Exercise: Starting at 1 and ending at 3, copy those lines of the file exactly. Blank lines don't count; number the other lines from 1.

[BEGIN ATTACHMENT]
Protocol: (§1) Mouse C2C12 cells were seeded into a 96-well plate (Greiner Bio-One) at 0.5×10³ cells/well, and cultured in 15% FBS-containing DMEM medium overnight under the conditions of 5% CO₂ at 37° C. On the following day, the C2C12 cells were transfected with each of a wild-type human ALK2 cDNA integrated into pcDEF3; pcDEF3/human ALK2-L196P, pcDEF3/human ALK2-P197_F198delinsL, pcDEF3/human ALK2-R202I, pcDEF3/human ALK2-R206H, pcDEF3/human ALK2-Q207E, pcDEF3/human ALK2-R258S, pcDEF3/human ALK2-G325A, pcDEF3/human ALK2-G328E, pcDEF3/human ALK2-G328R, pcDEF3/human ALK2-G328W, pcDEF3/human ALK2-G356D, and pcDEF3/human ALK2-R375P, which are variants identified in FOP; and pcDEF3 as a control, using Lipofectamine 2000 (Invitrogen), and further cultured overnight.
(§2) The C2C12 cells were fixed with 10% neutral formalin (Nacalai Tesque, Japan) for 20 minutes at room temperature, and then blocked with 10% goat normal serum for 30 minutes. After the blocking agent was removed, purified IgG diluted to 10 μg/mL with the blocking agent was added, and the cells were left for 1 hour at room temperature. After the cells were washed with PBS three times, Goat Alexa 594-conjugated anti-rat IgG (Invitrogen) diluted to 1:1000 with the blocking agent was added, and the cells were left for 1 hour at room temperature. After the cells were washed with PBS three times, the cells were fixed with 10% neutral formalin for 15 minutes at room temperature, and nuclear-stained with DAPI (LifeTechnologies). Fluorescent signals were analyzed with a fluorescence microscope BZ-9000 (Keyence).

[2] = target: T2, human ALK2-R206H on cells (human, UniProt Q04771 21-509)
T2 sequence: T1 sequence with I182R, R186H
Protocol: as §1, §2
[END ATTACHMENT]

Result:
Protocol: (§1) Mouse C2C12 cells were seeded into a 96-well plate (Greiner Bio-One) at 0.5×10³ cells/well, and cultured in 15% FBS-containing DMEM medium overnight under the conditions of 5% CO₂ at 37° C. On the following day, the C2C12 cells were transfected with each of a wild-type human ALK2 cDNA integrated into pcDEF3; pcDEF3/human ALK2-L196P, pcDEF3/human ALK2-P197_F198delinsL, pcDEF3/human ALK2-R202I, pcDEF3/human ALK2-R206H, pcDEF3/human ALK2-Q207E, pcDEF3/human ALK2-R258S, pcDEF3/human ALK2-G325A, pcDEF3/human ALK2-G328E, pcDEF3/human ALK2-G328R, pcDEF3/human ALK2-G328W, pcDEF3/human ALK2-G356D, and pcDEF3/human ALK2-R375P, which are variants identified in FOP; and pcDEF3 as a control, using Lipofectamine 2000 (Invitrogen), and further cultured overnight.
(§2) The C2C12 cells were fixed with 10% neutral formalin (Nacalai Tesque, Japan) for 20 minutes at room temperature, and then blocked with 10% goat normal serum for 30 minutes. After the blocking agent was removed, purified IgG diluted to 10 μg/mL with the blocking agent was added, and the cells were left for 1 hour at room temperature. After the cells were washed with PBS three times, Goat Alexa 594-conjugated anti-rat IgG (Invitrogen) diluted to 1:1000 with the blocking agent was added, and the cells were left for 1 hour at room temperature. After the cells were washed with PBS three times, the cells were fixed with 10% neutral formalin for 15 minutes at room temperature, and nuclear-stained with DAPI (LifeTechnologies). Fluorescent signals were analyzed with a fluorescence microscope BZ-9000 (Keyence).

[2] = target: T2, human ALK2-R206H on cells (human, UniProt Q04771 21-509)